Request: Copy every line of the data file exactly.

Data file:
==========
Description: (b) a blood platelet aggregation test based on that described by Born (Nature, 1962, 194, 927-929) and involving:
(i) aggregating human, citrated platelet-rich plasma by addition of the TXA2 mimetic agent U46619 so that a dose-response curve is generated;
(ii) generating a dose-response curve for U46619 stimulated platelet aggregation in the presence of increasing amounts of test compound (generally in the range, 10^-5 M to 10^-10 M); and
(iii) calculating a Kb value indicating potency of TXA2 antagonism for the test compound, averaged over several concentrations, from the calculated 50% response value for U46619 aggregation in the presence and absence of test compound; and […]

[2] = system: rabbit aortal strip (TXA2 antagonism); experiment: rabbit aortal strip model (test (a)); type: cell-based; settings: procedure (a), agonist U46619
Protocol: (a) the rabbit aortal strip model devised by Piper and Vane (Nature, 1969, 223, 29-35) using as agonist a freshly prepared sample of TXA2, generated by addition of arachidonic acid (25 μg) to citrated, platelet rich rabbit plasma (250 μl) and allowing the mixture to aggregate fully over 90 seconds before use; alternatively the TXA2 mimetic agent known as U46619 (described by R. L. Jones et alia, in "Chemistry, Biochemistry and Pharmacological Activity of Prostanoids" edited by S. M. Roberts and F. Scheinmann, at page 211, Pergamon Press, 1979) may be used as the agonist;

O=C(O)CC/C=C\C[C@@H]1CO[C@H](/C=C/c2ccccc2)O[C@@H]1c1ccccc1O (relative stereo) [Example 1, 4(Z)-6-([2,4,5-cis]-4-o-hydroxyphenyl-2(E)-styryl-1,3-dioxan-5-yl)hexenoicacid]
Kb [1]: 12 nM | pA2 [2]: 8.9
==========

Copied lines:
Description: (b) a blood platelet aggregation test based on that described by Born (Nature, 1962, 194, 927-929) and involving:
(i) aggregating human, citrated platelet-rich plasma by addition of the TXA2 mimetic agent U46619 so that a dose-response curve is generated;
(ii) generating a dose-response curve for U46619 stimulated platelet aggregation in the presence of increasing amounts of test compound (generally in the range, 10^-5 M to 10^-10 M); and
(iii) calculating a Kb value indicating potency of TXA2 antagonism for the test compound, averaged over several concentrations, from the calculated 50% response value for U46619 aggregation in the presence and absence of test compound; and […]

[2] = system: rabbit aortal strip (TXA2 antagonism); experiment: rabbit aortal strip model (test (a)); type: cell-based; settings: procedure (a), agonist U46619
Protocol: (a) the rabbit aortal strip model devised by Piper and Vane (Nature, 1969, 223, 29-35) using as agonist a freshly prepared sample of TXA2, generated by addition of arachidonic acid (25 μg) to citrated, platelet rich rabbit plasma (250 μl) and allowing the mixture to aggregate fully over 90 seconds before use; alternatively the TXA2 mimetic agent known as U46619 (described by R. L. Jones et alia, in "Chemistry, Biochemistry and Pharmacological Activity of Prostanoids" edited by S. M. Roberts and F. Scheinmann, at page 211, Pergamon Press, 1979) may be used as the agonist;

O=C(O)CC/C=C\C[C@@H]1CO[C@H](/C=C/c2ccccc2)O[C@@H]1c1ccccc1O (relative stereo) [Example 1, 4(Z)-6-([2,4,5-cis]-4-o-hydroxyphenyl-2(E)-styryl-1,3-dioxan-5-yl)hexenoicacid]
Kb [1]: 12 nM | pA2 [2]: 8.9